<manifest xmlns:android="http://schemas.android.com/apk/res/android" package="string" android:sharedUserId="string" android:sharedUserLabel="string resource" android:versionCode="integer" android:versionName="string" android:installLocation=["auto" | "internalOnly" | "preferExternal"] > . . . </manifest>
<application>element and specify
To avoid conflicts with other developers, you should use Internet domain ownership as the
basis for your package names (in reverse). For example, applications published by Google start with
com.google. You should also never use the
com.example namespace when
publishing your applications.
The package name serves as a unique identifier for the application.
It's also the default name for the application process (see the
process attribute) and the default task affinity of an activity
Caution: Once you publish your application, you cannot change the package name. The package name defines your application's identity, so if you change it, then it is considered to be a different application and users of the previous version cannot update to the new version.
This attribute was introduced in API Level 3. It is meaningful only if the
sharedUserId attribute is also set.
The value must be set as an integer, such as "100". You can define it however you want, as long as each successive version has a higher number. For example, it could be a build number. Or you could translate a version number in "x.y" format to an integer by encoding the "x" and "y" separately in the lower and upper 16 bits. Or you could simply increase the number by one each time a new version is released.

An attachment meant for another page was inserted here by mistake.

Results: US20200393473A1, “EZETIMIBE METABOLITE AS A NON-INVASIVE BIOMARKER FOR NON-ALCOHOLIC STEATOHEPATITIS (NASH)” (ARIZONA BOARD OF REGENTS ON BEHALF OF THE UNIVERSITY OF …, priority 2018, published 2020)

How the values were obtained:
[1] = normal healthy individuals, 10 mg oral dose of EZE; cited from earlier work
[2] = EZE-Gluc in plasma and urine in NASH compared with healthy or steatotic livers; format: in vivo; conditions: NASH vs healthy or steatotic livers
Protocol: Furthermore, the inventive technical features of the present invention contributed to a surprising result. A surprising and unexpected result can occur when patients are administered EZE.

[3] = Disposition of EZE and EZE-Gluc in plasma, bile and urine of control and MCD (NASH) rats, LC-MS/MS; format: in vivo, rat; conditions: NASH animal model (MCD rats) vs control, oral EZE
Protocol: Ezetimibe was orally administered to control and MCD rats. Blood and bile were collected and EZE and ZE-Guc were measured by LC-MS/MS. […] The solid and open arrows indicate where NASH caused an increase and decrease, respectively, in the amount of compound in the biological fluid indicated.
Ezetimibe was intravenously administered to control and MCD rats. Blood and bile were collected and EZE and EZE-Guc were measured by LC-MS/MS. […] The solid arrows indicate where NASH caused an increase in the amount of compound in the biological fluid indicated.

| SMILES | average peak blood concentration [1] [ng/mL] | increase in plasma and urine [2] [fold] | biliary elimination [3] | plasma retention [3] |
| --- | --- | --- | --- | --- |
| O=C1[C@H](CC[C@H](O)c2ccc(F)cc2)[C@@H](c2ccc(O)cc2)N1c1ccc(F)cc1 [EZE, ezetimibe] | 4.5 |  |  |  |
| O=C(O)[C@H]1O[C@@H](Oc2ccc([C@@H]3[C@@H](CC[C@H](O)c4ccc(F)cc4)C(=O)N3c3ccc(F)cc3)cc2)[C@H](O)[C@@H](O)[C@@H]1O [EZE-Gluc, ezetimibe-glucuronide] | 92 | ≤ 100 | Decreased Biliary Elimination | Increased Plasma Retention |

versionCodeattribute holds the significant version number used internally.
The following keyword strings are accepted:
||The application must be installed on the internal device storage only. If this is set,
the application will never be installed on the external storage. If the internal
storage is full, then the system will not install the application. This is also the default behavior
if you do not define
||The application may be installed on the external storage, but the system will install the application on the internal storage by default. If the internal storage is full, then the system will install it on the external storage. Once installed, the user can move the application to either internal or external storage through the system settings.|
||The application prefers to be installed on the external storage (SD card). There is no guarantee that the system will honor this request. The application might be installed on internal storage if the external media is unavailable or full. Once installed, the user can move the application to either internal or external storage through the system settings.|
Note: By default, your application will be installed on the
internal storage and cannot be installed on the external storage unless you define this attribute
to be either "
auto" or "
When an application is installed on the external storage:
.apkfile is saved to the external storage, but any application data (such as databases) is still saved on the internal device memory.
.apkfile is saved is encrypted with a key that allows the application to operate only on the device that installed it. (A user cannot transfer the SD card to another device and use applications installed on the card.) Though, multiple SD cards can be used with the same device.
The user may also request to move an application from the internal storage to the external
storage. However, the system will not allow the user to move the application to external storage if
this attribute is set to
internalOnly, which is the default setting.
Read App Install Location for more information about using this attribute (including how to maintain backward compatibility).
Introduced in: API Level 8.